The boxes contained a wide variety of props representing items acquired from different eras in the past, present, and future. These props looked good when compared with other portable escape games.

In our case, we played in a hotel meeting room, but this thing could be played anywhere that you can comfortably fit the props.

The team working on some puzzles.

Gameplay

Logic Locks’ Time Crimes was a standard portable escape room with a bit of added technology and a high level of difficulty.

Core gameplay revolved around observing, making connections, and puzzling.

Lisa & Sharon focused and collaborating on a puzzle.

Analysis

+ Time Crimes began with a more dramatic introduction than we’ve seen from most portable escape rooms. There was more to it than opening a trunk or two.

Time Crimes contained tons of puzzles. We had just about the most intense team that I could imagine and Time Crimes kept us busy far longer than anyone had expected.

David smelling a prop.
Oh look… I’m huffing a prop.

+ Compared to most portable escape rooms, the puzzles in Time Crimes were more challenging.

– Some of the challenge came from detailed searching of the game items. If we missed a crucial detail, it would be impossible to solve the puzzle correctly. Sometimes we knew we were searching-failing. Other times we had no idea why a solution didn’t work.

+/- Time Crimes opened up into 3 separate puzzle tracks. Our gamemaster encouraged us to lay these out such that we wouldn’t confuse the tracks. With a large group, it would be possible – even natural, I’d think – for one player to play through one puzzle track and never see the others.

– There was a lot of content in Time Crimes, but 18 people seems like entirely too many players.

+ There was a tech-driven series of interactions in Time Crimes. This was unusual for a portable escape room. It brought the entire group together for interactions that everyone could experience together.

Lisa intensely puzzling.

– It was challenging to follow the story because we spent the majority of our time with individual puzzles, most of which were thematic, but did not carry the narrative. We had to have retained enough story details as they had been presented to make meaningful decisions at the end.

+ There were some genuinely funny moments in Time Crimes. This is the kind of game where you should puzzle hard, but don’t take yourself too seriously.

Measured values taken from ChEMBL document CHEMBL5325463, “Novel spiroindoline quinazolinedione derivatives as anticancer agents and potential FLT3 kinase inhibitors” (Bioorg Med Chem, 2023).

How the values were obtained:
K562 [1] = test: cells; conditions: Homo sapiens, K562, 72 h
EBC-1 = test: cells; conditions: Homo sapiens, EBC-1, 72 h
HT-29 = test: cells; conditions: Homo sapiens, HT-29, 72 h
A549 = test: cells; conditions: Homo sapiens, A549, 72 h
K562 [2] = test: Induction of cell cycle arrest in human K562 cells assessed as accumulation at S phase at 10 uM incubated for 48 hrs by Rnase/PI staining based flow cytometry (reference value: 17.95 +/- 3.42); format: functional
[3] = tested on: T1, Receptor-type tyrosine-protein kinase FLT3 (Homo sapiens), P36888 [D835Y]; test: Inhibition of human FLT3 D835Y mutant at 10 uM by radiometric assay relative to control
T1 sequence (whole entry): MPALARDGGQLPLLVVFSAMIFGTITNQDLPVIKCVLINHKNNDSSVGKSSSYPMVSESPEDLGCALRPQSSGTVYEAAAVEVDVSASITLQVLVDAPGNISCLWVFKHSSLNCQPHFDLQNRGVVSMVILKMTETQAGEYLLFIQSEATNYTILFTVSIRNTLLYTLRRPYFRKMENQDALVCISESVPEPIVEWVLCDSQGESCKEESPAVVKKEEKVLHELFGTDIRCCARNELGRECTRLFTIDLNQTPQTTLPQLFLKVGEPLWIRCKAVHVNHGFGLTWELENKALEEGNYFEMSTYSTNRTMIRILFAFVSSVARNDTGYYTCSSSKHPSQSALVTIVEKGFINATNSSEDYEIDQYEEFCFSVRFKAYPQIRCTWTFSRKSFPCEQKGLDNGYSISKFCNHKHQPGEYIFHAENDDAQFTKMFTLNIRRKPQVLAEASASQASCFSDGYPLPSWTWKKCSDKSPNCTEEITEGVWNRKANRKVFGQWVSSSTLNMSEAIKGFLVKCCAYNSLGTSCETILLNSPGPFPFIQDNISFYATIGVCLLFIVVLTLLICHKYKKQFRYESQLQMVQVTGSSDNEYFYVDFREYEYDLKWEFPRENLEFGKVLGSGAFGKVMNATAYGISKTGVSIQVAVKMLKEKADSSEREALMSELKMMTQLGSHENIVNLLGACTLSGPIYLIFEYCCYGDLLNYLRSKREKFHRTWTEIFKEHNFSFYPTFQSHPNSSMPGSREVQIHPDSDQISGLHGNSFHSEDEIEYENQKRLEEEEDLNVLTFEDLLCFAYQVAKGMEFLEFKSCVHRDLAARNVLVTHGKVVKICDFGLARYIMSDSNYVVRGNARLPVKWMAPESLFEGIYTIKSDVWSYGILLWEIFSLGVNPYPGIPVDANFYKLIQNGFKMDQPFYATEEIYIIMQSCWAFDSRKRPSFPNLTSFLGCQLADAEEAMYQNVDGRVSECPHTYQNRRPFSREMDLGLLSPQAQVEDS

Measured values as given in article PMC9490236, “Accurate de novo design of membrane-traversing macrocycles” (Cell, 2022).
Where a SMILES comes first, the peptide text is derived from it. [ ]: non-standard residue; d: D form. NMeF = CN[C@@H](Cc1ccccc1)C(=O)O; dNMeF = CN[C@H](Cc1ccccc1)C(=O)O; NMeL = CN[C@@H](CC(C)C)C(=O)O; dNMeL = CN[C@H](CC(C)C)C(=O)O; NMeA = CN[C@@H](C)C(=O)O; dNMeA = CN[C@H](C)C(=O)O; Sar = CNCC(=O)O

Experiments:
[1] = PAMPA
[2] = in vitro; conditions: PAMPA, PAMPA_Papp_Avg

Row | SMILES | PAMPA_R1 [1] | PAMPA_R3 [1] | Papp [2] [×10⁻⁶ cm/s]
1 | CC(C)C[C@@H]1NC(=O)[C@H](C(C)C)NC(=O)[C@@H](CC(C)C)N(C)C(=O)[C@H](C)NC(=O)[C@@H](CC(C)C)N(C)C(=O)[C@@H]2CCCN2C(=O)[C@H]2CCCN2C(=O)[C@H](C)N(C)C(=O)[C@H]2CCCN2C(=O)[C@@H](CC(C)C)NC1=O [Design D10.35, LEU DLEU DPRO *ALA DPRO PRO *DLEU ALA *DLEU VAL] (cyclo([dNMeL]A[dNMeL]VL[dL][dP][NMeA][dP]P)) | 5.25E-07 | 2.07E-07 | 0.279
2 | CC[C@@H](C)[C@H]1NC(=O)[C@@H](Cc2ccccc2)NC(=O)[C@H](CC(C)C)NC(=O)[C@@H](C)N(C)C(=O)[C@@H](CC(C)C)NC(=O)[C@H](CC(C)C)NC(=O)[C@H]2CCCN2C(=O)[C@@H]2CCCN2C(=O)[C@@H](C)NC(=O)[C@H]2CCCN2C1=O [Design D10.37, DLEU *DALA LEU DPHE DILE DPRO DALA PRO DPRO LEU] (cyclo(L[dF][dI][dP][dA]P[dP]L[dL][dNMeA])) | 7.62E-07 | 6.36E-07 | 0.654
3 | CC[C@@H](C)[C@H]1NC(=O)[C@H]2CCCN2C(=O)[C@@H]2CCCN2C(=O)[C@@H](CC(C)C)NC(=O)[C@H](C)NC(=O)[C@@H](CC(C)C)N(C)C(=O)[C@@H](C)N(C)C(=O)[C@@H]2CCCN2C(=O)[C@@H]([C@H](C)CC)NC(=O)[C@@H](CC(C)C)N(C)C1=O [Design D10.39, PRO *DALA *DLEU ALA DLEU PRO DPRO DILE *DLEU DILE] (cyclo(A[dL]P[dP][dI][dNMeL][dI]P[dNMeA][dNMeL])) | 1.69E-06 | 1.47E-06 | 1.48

Lisa: Focused. Sera: Superhero. Sharan: Focused. David: Stoned.
The range of facial expressions in this photo.

+ Logic Locks took some splendid in-game photos. I don’t know if they do this for every team, but they should. It was good fun.

Tips for Playing

  • Time Crimes needed to be set up in a relatively large space. It worked well in a hotel meeting room, where we played it. (We wouldn’t have been able to play it comfortably in our one-bedroom apartment.)

Book your session with Logic Locks’ Time Crimes and tell them that the Room Escape Artist sent you.

Disclosure: Logic Locks comped our tickets for this game.

 

Escape Room Zandvoort – The Boat Trip [Review]

I’m on a boat.

Location: Zandvoort, The Netherlands

Date Played: May 11, 2018

Team size: 2-4; we recommend 2-3

Duration: 60 minutes

Price: from €59 per group of 2 players to €99 per group of 4 players

Ticketing: Private

REA Reaction

The Boat Trip pushed the limits of escape room interaction design. What began as a typical search-and-puzzle escape room then shifted into something unusual. In the final scene, Escape Room Zandvoort augmented escape room gameplay to reach for brilliant interaction design. However, as much as we loved their aims, these mechanics felt under-responsive and unfinished. It’s one of those games we really liked, but wish that we could have loved.

If you’re in Zandvoort, please do check out The Boat Trip. This ride was more interesting than it initially appeared.

Post game green screen photo the team on the bow of the ship.

Who is this for?

  • Adventure seekers
  • Puzzle lovers
  • Any experience level
  • Players who don’t get seasick

Why play?

  • Mid-game puzzle sequence
  • Dramatic conclusion
  • The post-game photos

Story

After the fishing boat’s captain had been injured in a seafaring accident, he’d hired us to take his boat out and reel in the day’s catch. The weather looked favorable, but we knew it could turn without warning.

Post game green screen photo the team on the bridge of the boat being rescued.

Setting

We began on the aft deck of the fishing boat. It had a handmade deck aesthetic, with stairs, railings, and a bit of rigging. We worked our way through the boat as we progressed through the game. The set was small but elegant and clearly built with love.

Gameplay

Escape Room Zandvoort’s The Boat Trip was a standard escape room with a moderate level of difficulty.

Core gameplay revolved around searching, observing, and puzzling.

Analysis

– The Boat Trip started off slowly. While we appreciate on-ramp puzzles, the initial scene of The Boat Trip was search-heavy, with not quite enough clue structure and too many red herrings.

– One of those red herrings fit too snugly into something that it really shouldn’t.

+ We enjoyed one portable game element that we could affix to different spaces to produce different effects. It illuminated some of our favorite puzzles in The Boat Trip.

– One of the puzzles in the middle segment was overly sensitive.

– The Boat Trip felt search-heavy. Even when we triggered tech-driven opens, we had to search to figure out what we had accomplished.

+ As The Boat Trip progressed, Escape Room Zandvoort ramped up the intensity of the experience.